Meanwhile, Ask.com solidified its biggest revenue stream for the future, re-upping its deal with Google to carry Google ads on Ask.com. The new deal goes five years and will bring in at least $3.5 billion.
Google’s deal with Opera, making Google the default search engine in new downloads of the Opera browser in exchange for Opera getting a cut of Google ad revenue from those searches, just ran out after two years. Don’t worry about it, though, since they just went ahead and cut a new deal, so expect Opera to be free for a good time to come.
Google may be trying to get Facebook application developers to use OpenSocial, but they’re also trying to get those who keep using Facebook to use AdWords to drive users to their applications. They’ve been emailing Facebook app devs, inviting them to sign up for AdWords Pay-Per-Action ads in order to get more users. PPA ads only charge if the user completes an action, like installing the application, so it’s perfect for their purposes.
So what if it drives more traffic to Facebook?
Google’s got a nice deal for those looking to buy Google Radio Ads. If you buy $1,000 in advertising, Google will give you $2,000 in free credit of future ad campaigns. If you’ve got a company that’s never advertised on the radio, and you have a small ad budget but would like to see if radio ads work for you, getting $3,000 worth of advertising for a $1,000 outlay is a great deal, and if you don’t make back $3,000 in increased sales, you’ll probably still make earn enough to make the ad buy profitable.
Google sent Shimon Sandler, a top AdWords advertiser, this special gift. The metal case, labeled the “2008 Marketing Toolkit”, contains a bunch of Duplo blocks labeled with the names of Google services. Looks cool, so where can I get one? Shame they don’t sell it in the Google Store.
Large photo from Philipp’s blog
Google has released a tool for creating print ads for Google AdWords Print advertisers, assisting businesses in creating professional looking ads to run in magazines and newspapers. Because Google targets the long tail, many of its print advertisers have never created a newspaper ad before, and Google would like to help make sure those ads don’t look just plain silly.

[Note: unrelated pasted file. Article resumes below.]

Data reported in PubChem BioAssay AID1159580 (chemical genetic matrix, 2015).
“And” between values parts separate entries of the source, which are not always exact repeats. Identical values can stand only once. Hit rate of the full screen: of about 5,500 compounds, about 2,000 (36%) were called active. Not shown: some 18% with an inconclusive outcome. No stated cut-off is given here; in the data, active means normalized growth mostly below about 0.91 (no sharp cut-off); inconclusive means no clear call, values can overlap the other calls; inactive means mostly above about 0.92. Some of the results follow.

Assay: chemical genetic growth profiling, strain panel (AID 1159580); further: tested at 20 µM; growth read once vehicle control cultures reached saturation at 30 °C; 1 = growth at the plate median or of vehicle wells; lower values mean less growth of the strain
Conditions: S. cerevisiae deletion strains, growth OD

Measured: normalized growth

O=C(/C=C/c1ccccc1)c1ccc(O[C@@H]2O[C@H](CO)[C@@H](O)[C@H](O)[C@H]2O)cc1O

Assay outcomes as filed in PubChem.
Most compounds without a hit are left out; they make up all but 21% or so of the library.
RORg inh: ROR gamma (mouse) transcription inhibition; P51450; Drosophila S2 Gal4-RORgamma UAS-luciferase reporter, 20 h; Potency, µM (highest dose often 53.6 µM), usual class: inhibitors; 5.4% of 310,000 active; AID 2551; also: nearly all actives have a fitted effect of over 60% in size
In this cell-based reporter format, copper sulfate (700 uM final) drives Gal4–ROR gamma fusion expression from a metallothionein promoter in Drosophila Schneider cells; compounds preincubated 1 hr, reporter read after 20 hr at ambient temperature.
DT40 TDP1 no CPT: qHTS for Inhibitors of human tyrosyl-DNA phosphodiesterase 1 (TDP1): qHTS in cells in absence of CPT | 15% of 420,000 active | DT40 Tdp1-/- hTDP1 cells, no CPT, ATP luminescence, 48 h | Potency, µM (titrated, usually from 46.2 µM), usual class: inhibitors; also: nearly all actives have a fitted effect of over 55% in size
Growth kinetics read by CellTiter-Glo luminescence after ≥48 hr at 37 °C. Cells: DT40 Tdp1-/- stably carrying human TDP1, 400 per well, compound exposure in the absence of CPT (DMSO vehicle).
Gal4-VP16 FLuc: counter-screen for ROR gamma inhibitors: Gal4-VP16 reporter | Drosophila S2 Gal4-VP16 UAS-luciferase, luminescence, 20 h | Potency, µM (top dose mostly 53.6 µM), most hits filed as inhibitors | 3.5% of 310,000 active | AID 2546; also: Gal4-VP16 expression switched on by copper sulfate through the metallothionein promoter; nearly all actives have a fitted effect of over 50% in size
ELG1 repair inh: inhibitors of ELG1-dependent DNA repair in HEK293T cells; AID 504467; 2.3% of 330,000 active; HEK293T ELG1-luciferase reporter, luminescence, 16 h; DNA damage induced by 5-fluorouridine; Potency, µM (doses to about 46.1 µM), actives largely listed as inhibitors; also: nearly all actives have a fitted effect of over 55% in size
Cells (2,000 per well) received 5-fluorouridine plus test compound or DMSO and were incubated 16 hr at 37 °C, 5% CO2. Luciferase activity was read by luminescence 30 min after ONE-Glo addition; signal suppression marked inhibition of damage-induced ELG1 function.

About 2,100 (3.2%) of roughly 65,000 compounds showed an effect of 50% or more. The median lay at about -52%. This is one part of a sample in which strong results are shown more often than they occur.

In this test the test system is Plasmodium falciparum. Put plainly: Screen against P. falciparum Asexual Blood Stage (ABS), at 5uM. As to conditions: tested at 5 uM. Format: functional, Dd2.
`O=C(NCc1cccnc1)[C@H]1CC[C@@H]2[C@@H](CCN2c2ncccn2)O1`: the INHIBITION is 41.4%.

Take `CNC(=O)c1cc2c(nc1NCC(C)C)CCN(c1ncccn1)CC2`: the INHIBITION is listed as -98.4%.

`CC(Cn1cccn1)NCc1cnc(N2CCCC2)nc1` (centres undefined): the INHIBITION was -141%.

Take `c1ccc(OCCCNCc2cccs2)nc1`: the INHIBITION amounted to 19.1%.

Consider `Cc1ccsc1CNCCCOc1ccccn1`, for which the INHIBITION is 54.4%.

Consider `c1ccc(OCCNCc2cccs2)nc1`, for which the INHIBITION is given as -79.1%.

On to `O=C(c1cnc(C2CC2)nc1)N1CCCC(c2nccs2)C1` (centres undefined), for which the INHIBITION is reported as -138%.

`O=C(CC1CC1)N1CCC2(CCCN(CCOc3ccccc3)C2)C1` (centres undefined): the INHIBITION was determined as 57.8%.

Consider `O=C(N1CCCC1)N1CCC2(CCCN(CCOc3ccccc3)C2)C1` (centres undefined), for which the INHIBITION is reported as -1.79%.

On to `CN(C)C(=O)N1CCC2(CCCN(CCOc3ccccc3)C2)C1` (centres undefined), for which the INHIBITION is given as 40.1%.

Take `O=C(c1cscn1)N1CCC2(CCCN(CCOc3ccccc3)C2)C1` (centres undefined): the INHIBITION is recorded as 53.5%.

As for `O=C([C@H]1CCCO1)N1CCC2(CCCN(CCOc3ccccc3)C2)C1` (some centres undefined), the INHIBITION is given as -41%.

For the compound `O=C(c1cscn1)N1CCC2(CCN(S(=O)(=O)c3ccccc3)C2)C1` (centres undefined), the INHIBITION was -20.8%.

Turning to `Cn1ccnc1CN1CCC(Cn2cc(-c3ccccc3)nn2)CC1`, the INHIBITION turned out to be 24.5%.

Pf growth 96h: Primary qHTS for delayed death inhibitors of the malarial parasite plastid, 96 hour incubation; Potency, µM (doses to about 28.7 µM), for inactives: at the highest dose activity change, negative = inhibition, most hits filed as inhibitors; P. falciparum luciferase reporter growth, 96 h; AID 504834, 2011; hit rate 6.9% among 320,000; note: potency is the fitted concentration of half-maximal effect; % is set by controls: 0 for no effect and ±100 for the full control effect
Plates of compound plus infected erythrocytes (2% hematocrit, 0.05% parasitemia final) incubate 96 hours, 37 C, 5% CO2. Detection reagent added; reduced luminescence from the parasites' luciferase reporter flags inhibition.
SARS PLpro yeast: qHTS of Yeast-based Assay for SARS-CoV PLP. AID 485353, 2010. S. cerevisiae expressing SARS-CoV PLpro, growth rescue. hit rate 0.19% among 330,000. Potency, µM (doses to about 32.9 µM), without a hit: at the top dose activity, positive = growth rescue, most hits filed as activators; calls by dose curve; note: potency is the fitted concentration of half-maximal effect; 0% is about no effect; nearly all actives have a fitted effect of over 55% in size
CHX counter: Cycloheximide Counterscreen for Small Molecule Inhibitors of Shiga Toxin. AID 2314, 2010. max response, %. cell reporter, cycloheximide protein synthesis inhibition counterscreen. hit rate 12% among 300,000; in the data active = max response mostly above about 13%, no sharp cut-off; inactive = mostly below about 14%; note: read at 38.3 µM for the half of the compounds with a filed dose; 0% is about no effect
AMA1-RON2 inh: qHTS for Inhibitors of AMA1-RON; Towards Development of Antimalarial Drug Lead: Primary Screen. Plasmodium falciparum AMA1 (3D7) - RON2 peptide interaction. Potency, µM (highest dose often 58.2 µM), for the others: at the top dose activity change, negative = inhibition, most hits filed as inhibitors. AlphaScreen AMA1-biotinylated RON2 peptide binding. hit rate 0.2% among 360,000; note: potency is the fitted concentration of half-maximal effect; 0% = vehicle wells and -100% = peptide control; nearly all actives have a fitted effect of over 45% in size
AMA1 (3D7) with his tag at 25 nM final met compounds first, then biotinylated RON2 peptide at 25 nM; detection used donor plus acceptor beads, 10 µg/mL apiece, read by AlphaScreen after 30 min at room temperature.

Here are some example ads they provide, the kind you can create with the tool:
Looks like Google bought a billboard to advertise GOOG-411, its directory assistance phone service. The billboard was spotted by Mike Blumenthal around Olean, NY. Google has traditionally not advertised for its products, preferring them to spread by word of mouth (and giant amounts of Google AdSense ads), but they were bound to start buying ads eventually.
Valleywag thinks Google hasn’t changed its tactics, but rather that Google is getting intot the display advertising game, as has been rumored for awhile. Since Google normally fills unfilled inventory with ads for its own products, this could be a billboard Google is planning on selling advertising on, and it just contains the GOOG-411 ad until they sell something.
(via Search Engine Land)
As several blogs have noted, a problem is that the ads can only be shown on mobile sites, but not regular sites. If you have a completely seperate website for mobile devices, you can run the ads there, but if you just change your CSS for mobiles, that makes implementing these a lot harder. Expect to see them in a lot of iPhone “apps”, but not a lot of blog templates.
The other release was that of Google Gadget ads, which are a new ad format AdWords advertisers can take advantage of. It’s a rich media ad, that can contain anything a Google Gadget can, and thus have some very advanced functionality. Not only will these be used as ads, but they can be added to users iGoogle personalized homepages, monetizing iGoogle and expanding the reach of the ads beyond a display ad to something you keep and use continuously.